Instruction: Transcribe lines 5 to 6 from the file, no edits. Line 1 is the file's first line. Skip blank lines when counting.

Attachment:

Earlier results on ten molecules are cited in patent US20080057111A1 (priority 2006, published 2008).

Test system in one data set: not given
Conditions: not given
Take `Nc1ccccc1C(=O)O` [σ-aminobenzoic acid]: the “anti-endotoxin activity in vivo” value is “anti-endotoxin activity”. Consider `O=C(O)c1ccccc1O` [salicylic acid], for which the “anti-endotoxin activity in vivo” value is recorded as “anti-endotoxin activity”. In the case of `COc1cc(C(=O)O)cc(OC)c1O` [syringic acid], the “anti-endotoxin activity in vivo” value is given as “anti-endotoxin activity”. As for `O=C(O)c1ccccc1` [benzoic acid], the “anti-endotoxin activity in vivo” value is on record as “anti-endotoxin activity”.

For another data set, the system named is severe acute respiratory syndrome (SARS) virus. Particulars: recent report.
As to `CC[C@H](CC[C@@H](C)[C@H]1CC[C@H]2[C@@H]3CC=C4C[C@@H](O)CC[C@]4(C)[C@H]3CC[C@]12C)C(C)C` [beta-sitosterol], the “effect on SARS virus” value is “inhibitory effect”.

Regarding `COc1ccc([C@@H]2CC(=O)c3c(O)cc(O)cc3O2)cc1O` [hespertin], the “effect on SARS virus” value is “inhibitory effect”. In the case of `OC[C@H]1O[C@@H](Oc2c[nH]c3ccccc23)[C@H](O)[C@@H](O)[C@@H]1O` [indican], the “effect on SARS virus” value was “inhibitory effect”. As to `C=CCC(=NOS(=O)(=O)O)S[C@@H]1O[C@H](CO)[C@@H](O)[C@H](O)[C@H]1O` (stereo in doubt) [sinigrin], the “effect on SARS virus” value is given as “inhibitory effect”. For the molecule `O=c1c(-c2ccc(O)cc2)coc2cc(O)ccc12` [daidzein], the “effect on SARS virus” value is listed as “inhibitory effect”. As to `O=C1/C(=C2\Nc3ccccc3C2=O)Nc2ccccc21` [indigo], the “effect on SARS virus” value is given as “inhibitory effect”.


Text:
For another data set, the system named is severe acute respiratory syndrome (SARS) virus. Particulars: recent report.
As to `CC[C@H](CC[C@@H](C)[C@H]1CC[C@H]2[C@@H]3CC=C4C[C@@H](O)CC[C@]4(C)[C@H]3CC[C@]12C)C(C)C` [beta-sitosterol], the “effect on SARS virus” value is “inhibitory effect”.